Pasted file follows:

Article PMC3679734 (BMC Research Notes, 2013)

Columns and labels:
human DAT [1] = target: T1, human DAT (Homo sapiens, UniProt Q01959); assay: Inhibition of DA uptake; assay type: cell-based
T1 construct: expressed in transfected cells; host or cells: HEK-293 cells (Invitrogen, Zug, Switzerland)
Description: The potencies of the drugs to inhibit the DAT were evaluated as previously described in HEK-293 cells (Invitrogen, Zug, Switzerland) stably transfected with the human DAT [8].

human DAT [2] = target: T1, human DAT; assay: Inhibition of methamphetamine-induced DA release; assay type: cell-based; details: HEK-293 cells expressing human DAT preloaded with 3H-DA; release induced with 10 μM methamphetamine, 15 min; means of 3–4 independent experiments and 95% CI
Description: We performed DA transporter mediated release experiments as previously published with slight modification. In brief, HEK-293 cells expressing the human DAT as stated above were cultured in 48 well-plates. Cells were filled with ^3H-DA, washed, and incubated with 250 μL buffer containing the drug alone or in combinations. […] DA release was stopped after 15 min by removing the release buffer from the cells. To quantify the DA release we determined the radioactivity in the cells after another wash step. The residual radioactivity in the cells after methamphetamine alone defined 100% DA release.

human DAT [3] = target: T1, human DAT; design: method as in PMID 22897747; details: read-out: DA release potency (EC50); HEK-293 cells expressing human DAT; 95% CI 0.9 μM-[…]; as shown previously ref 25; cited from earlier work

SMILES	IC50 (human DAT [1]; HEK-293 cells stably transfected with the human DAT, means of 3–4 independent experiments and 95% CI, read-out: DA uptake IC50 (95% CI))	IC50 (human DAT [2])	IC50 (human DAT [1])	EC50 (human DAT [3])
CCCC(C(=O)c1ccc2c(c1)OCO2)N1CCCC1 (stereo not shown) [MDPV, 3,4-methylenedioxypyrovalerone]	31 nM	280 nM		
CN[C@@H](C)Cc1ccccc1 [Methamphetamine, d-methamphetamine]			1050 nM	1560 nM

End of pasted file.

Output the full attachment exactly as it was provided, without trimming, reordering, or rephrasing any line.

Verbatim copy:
Article PMC3679734 (BMC Research Notes, 2013)

Columns and labels:
human DAT [1] = target: T1, human DAT (Homo sapiens, UniProt Q01959); assay: Inhibition of DA uptake; assay type: cell-based
T1 construct: expressed in transfected cells; host or cells: HEK-293 cells (Invitrogen, Zug, Switzerland)
Description: The potencies of the drugs to inhibit the DAT were evaluated as previously described in HEK-293 cells (Invitrogen, Zug, Switzerland) stably transfected with the human DAT [8].

human DAT [2] = target: T1, human DAT; assay: Inhibition of methamphetamine-induced DA release; assay type: cell-based; details: HEK-293 cells expressing human DAT preloaded with 3H-DA; release induced with 10 μM methamphetamine, 15 min; means of 3–4 independent experiments and 95% CI
Description: We performed DA transporter mediated release experiments as previously published with slight modification. In brief, HEK-293 cells expressing the human DAT as stated above were cultured in 48 well-plates. Cells were filled with ^3H-DA, washed, and incubated with 250 μL buffer containing the drug alone or in combinations. […] DA release was stopped after 15 min by removing the release buffer from the cells. To quantify the DA release we determined the radioactivity in the cells after another wash step. The residual radioactivity in the cells after methamphetamine alone defined 100% DA release.

human DAT [3] = target: T1, human DAT; design: method as in PMID 22897747; details: read-out: DA release potency (EC50); HEK-293 cells expressing human DAT; 95% CI 0.9 μM-[…]; as shown previously ref 25; cited from earlier work

SMILES	IC50 (human DAT [1]; HEK-293 cells stably transfected with the human DAT, means of 3–4 independent experiments and 95% CI, read-out: DA uptake IC50 (95% CI))	IC50 (human DAT [2])	IC50 (human DAT [1])	EC50 (human DAT [3])
CCCC(C(=O)c1ccc2c(c1)OCO2)N1CCCC1 (stereo not shown) [MDPV, 3,4-methylenedioxypyrovalerone]	31 nM	280 nM		
CN[C@@H](C)Cc1ccccc1 [Methamphetamine, d-methamphetamine]			1050 nM	1560 nM